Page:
Sciatica Pain

Sciatica refers to pain in the lower back that radiates through your hip, buttock, and leg. One possible cause of sciatica pain is irritation to the sciatic nerve, a large nerve that branches off the spinal cord in the lower back and courses through the buttock and down the back of the leg and into the foot. Inflammation of the sciatic nerve can occur for many reasons. When there is injury or pressure on the nerve, the nerve becomes swollen, inflamed, and painful. Herniated discs are the most common cause of sciatic nerve irritation.

Pain from sciatica can range from moderate, feeling like a cramp; to severe, shock-like sensations. Most people can recover through physical therapy and pain management techniques. Surgical repair is not often necessary.

Read More
  • Pain anywhere along the course of the sciatic nerve running from the lower back, through the hip, buttock, leg, and foot. Pain is often described as radiating. 
  • Pain patterns vary widely from a mild, dull ache or cramp; to severe, shock-like sensations
  • Pain may become worse with coughing, sneezing, sitting or bending
  • Numbness, tingling, or burning may also be felt in the affected area
  • Weakness in the muscles along the sciatic nerve may also be noticed
  • Herniated discs
  • Overgrowth of bones in the spine, such as bone spurs, typically caused by arthritis
  • Narrowing of the spinal cord, also known as spinal stenosis
  • Tumors near the sciatic nerve
  • Damage to the nerve from underlying medical conditions such as with diabetes or multiple sclerosis
  • Piriformis syndrome - spasm of the piriformis muscle which runs directly adjacent to the sciatic nerve
  • Pregnancy

  • Occupations requiring repetitive twisting, heavy lifting, or long periods of sitting
  • Injuries such as a fall
  • Arthritis
  • Pregnancy
  • Excess weight
  • Physical examination to evaluate pain, reflexes, strength, and sensation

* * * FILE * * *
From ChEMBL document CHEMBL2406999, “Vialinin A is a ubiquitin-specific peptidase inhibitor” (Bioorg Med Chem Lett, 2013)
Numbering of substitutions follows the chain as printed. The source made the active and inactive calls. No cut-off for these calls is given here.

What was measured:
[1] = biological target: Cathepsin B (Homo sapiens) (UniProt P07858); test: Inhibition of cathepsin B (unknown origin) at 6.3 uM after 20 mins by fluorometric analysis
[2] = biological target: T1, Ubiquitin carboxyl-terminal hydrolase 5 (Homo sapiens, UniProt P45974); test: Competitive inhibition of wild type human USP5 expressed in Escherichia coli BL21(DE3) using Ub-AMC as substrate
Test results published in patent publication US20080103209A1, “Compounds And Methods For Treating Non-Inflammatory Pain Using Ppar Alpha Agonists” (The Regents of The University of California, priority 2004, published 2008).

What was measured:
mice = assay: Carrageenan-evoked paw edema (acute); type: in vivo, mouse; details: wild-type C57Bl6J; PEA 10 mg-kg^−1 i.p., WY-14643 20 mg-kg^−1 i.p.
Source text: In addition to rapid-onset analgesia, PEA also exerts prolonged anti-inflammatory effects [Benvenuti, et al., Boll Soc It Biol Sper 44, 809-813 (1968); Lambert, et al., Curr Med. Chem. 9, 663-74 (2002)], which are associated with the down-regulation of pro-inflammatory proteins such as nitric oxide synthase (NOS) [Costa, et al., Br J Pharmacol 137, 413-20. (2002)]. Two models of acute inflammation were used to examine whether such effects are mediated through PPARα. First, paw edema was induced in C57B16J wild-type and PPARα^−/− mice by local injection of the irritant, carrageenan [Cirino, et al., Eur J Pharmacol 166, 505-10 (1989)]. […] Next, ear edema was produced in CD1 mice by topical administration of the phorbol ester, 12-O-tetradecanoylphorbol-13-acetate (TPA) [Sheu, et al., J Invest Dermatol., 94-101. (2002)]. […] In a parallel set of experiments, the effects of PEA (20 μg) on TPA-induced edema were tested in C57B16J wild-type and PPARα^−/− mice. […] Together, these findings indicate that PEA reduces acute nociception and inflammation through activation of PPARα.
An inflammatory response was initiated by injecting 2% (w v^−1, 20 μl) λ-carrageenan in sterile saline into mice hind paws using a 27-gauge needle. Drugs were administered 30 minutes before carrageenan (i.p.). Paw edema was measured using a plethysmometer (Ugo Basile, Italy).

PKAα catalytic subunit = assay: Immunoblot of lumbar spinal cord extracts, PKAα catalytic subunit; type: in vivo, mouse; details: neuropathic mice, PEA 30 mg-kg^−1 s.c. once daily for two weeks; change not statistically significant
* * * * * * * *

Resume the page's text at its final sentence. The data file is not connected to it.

• X-ray to show bone health and the presence of arthritis
  • MRI or ultrasound to show muscle and soft tissue health
  • Electromyography to evaluate potential nerve damage
  • RICE therapy: Rest, Ice, Compression, Elevation
  • Nonsteroidal anti-inflammatory medications for pain relief
  • Injections to alleviate pain
  • Physical therapy
  • Exercise regimen or alternative therapies such as yoga, massage, chiropractic manipulation, or acupuncture
  • Surgical repair may be recommended in severe cases to relieve irritation or pressure of the nerve
  • I was seen promptly for my initial consultation. The staff and Dr. Sieger were friendly and professional, excellent communication! I’m planning to have Dr. Sieger to do my carpal tunnel surgery in the near future.
  • The office staff were very helpful while you were there for your appointment. I have been a patient of OAL for over 40 years and that speaks for itself.
  • #1 in my book!  This team replaced my right knee, and are now in the prep stages to replace the left one. One stop shopping as far as diagnosis, actual surgery at Lancaster General, along with rehab. The surgery team is great, and the rehab team very easy to work with and very thorough.
  • Great experience at Orthopedic Urgent Care at OAL Lancaster. Friendly and efficient receptionist, assistant and x-ray tech. Scott, the PA-C was phenomenal. Very personable, caring and knowledgeable. Diagnosed, gave thorough explanations and treated my condition promptly and effectively. 
  • All staff were very friendly and professional. Dr. Hyatt was thorough, did not rush through the appointment and answered all of our questions.
You are using an unsupported version of Internet Explorer. To ensure security, performance, and full functionality, please upgrade to an up-to-date browser.